The product has a mix of fibers, which is great, but wait…it also has a ‘proprietary blend of soothing herbs, antioxidants, and probiotics.’ There’s that proprietary thing again.
There’s 13 grams of fiber and 7 grams of sugar (0 grams in the sugar-free version) per serving of FiberWise, and the first ingredient is maltodextrin, which is a refined starch. To be fair, Metamucil has maltodextrin too, but not as the first (most plentiful) ingredient.
Melaleuca Vitality Guide.
Last but not least, there’s the Vitality Simple Steps Guide, which is the ‘how to’ plan for weight loss. The important thing about this Guide is that it truly reflects the fucked-up, outdated nutrition philosophies that Melaleuca espouses.
Here are some highlights:
The Guide uses BMI as an indicator for health, which is outdated and inaccurate. Someone can have a BMI over 25 and be metabolically healthy.
It gives a ‘calorie limit’ for different weights, but this is random and stupid. You can’t tell how many calories someone needs by the weight of their body. So 80’s. Paging The Scarsdale Diet!
They also drone on about how eating less and getting more exercise is the key to weight loss. What this entire way of thinking doesn’t acknowledge is that weight loss is much more than ‘eat less and move more.’ There’s a huge emotional component, which I suppose I can’t count on a supplement company to teach, but hey. I have high expectations.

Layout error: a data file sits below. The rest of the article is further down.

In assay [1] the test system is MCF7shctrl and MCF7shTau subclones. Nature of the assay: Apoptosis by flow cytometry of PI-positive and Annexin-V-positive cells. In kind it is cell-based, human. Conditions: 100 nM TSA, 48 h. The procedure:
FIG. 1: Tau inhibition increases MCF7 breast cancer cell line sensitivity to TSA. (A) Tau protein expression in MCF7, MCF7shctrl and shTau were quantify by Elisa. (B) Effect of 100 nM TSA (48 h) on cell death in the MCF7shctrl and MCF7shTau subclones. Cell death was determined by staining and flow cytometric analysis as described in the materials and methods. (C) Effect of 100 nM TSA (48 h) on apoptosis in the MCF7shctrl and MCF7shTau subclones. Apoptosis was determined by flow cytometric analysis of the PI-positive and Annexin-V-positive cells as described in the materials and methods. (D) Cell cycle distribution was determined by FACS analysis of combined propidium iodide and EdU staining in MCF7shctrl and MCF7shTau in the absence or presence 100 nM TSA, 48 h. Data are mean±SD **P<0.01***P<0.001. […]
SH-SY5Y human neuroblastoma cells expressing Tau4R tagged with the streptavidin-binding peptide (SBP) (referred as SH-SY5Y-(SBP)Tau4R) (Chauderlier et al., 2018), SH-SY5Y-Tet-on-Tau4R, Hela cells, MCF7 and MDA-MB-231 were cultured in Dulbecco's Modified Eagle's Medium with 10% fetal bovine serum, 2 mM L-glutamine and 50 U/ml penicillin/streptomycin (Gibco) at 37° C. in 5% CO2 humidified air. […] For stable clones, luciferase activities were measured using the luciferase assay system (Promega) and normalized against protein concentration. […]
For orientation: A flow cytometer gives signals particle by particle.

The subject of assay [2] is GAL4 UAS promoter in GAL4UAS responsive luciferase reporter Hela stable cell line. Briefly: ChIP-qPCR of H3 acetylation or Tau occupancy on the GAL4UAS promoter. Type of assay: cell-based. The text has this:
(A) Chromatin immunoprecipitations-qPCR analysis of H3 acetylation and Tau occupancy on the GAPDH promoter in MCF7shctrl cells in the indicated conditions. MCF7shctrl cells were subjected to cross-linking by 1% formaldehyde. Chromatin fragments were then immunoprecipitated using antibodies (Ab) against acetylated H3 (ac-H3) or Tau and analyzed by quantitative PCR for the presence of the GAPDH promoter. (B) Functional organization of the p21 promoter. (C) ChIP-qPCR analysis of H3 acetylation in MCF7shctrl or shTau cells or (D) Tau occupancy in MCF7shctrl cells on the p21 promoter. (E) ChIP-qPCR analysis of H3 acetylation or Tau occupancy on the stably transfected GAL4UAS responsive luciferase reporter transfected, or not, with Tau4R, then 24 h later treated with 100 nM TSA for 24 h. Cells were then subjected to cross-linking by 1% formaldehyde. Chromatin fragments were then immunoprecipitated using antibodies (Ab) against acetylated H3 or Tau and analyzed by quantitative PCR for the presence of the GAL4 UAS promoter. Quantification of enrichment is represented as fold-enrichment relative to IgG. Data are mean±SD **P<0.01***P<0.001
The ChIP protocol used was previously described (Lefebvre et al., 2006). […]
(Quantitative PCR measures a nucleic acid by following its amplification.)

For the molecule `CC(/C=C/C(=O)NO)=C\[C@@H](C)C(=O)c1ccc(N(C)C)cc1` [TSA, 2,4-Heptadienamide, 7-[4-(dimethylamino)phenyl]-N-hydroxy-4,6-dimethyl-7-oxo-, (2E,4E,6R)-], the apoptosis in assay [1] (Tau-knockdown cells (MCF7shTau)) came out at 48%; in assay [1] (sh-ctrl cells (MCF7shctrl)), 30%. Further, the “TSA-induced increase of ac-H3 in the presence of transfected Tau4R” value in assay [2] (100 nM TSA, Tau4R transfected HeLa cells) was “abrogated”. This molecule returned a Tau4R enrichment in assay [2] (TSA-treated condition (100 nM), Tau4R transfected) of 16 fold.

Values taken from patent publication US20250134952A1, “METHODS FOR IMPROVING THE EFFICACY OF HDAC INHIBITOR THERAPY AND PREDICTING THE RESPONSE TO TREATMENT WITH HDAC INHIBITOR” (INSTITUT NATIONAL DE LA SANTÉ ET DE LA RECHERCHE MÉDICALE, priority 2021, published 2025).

The Guide talks briefly about ‘changing your relationship with food,’ which is sort of funny, since the next page discusses all of the shakes and bars you need to eat on the program.
Replacing food with ultra processed crapola, believing that weight loss boils down to eat less, move more, and using arbitrary, blanket calorie levels to portion out your meals is more like,’ruining your relationship with food.’
The guide tells people to ‘eat around the clock to stay thin,’ which is total bullshit.
Bullshit because let’s stop using the word ‘thin’ to describe the apex of ‘health,’ and bullshit because if you’re telling people to eat every 2-3 hours as they’re doing, it can be a recipe for losing natural hunger cues and eating ‘because Melaleuca said so.’
They also claim that small, frequent meals increases the metabolism and burns more calories, but that’s not the case. And many people who ‘graze’ end up eating more overall, not less.
Do you get what I’m saying?
You don’t need any of these products. Nobody needs any of these products.
Melaleuca, go back to the 80s. We don’t need you in the 21st century.
Do you know what ‘normal eating’ is? Here’s my philosophy on it.